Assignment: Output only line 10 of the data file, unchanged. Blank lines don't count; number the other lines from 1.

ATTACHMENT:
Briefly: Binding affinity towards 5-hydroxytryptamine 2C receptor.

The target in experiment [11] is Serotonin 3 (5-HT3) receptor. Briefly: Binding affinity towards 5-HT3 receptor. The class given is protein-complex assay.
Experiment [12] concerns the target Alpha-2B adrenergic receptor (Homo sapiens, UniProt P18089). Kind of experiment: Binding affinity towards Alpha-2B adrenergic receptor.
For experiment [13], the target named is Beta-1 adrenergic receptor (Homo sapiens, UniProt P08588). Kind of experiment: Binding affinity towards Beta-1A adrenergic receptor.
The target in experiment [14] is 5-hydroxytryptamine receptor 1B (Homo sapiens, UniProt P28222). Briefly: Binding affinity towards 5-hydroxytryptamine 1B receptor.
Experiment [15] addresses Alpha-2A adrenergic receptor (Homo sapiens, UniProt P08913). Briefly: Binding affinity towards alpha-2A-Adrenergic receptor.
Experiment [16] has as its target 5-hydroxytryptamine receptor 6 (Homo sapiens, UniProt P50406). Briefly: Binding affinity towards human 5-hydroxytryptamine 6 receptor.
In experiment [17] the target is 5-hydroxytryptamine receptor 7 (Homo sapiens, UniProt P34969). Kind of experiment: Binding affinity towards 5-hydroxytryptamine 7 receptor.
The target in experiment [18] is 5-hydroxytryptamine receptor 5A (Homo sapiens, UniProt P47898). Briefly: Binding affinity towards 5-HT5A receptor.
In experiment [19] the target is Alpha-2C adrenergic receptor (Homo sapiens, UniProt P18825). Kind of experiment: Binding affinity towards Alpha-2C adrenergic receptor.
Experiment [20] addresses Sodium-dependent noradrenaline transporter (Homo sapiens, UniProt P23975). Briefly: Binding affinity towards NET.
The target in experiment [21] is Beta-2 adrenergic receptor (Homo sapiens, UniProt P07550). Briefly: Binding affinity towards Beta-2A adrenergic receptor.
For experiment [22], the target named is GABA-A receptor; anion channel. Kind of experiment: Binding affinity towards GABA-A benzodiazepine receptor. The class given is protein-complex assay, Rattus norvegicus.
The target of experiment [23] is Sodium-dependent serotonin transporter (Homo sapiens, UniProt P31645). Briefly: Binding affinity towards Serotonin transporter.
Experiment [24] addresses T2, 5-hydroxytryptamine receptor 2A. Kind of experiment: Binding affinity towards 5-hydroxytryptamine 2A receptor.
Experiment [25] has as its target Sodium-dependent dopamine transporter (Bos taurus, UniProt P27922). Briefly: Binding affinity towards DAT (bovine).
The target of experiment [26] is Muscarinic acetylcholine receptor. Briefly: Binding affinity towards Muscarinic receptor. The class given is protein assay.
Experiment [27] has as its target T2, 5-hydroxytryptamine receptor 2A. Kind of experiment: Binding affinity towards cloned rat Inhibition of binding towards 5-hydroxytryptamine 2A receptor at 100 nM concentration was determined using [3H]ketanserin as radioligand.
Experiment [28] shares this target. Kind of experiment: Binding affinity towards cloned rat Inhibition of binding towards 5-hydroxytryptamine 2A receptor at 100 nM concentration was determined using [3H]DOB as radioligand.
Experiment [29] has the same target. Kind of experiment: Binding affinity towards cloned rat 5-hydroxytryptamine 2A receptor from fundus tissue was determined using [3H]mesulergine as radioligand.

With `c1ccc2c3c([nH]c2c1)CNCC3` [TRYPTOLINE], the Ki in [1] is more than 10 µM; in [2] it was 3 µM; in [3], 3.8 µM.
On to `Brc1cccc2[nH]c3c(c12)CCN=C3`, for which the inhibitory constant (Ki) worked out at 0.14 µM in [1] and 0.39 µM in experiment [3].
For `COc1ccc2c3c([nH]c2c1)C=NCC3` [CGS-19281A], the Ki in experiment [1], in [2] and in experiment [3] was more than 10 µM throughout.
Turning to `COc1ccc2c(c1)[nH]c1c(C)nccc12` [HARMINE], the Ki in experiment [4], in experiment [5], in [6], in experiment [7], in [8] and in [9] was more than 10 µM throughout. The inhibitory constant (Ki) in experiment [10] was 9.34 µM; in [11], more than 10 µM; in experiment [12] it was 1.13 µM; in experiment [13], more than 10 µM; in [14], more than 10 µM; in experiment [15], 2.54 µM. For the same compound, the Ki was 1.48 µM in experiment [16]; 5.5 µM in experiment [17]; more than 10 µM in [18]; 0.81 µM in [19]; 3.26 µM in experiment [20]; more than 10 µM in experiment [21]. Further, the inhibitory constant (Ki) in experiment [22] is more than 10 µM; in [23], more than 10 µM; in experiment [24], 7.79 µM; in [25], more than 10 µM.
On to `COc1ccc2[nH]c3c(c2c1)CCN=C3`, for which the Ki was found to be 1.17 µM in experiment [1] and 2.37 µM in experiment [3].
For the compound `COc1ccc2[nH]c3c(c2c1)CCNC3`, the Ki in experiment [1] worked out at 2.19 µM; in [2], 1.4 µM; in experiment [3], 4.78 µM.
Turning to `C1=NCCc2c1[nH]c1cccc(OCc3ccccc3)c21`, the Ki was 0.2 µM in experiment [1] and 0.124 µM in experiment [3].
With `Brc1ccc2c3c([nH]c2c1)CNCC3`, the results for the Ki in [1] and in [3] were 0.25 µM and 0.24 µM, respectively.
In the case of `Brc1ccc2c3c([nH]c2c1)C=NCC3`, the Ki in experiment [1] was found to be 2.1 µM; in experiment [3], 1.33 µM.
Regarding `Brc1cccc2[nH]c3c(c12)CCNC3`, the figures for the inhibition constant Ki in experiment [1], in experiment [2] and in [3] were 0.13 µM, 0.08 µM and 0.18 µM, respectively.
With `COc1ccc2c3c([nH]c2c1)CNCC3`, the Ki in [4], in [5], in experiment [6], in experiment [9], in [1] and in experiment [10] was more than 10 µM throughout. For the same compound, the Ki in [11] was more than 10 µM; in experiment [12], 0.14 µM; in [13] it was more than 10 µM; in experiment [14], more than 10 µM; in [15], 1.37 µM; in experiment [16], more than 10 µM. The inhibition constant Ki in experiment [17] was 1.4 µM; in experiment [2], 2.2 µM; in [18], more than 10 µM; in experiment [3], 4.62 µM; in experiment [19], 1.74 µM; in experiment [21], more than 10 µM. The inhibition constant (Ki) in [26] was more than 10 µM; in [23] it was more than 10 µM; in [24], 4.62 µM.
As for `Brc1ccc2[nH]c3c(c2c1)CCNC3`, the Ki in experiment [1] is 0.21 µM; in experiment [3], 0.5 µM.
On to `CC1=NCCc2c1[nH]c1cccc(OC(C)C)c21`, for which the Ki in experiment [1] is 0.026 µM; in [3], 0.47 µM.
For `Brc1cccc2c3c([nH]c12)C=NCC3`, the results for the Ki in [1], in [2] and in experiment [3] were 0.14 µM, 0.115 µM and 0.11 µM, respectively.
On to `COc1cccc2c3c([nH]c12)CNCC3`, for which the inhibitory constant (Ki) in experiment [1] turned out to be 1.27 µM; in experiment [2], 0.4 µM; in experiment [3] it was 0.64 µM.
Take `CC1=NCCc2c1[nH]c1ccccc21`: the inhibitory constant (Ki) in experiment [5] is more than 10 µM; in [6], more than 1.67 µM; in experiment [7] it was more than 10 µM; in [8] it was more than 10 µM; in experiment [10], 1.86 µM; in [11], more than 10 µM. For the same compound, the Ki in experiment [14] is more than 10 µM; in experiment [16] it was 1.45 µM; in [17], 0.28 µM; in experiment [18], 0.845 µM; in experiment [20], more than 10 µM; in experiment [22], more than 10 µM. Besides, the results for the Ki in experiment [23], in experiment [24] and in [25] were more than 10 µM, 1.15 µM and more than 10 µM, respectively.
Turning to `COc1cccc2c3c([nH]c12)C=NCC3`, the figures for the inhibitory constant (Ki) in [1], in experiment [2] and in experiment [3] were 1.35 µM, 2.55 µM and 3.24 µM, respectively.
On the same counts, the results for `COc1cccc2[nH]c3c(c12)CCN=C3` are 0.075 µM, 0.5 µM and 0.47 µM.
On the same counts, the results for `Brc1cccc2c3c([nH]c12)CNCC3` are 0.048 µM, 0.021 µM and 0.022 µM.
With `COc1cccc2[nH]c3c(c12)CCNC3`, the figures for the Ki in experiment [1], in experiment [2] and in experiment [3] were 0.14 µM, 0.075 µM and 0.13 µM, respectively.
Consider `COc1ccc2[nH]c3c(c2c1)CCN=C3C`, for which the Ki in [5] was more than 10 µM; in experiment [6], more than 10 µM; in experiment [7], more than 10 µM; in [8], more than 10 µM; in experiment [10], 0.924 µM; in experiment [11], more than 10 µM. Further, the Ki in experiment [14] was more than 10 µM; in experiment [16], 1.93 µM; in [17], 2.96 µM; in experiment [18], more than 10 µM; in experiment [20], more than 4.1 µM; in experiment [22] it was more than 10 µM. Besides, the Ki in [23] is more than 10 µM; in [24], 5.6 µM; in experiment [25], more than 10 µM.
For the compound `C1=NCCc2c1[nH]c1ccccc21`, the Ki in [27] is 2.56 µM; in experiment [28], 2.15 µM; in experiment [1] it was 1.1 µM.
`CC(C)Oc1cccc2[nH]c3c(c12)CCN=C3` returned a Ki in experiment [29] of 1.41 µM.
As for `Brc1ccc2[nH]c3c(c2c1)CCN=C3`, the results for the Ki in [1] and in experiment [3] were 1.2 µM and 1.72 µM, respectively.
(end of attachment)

In experiment [19] the target is Alpha-2C adrenergic receptor (Homo sapiens, UniProt P18825). Kind of experiment: Binding affinity towards Alpha-2C adrenergic receptor.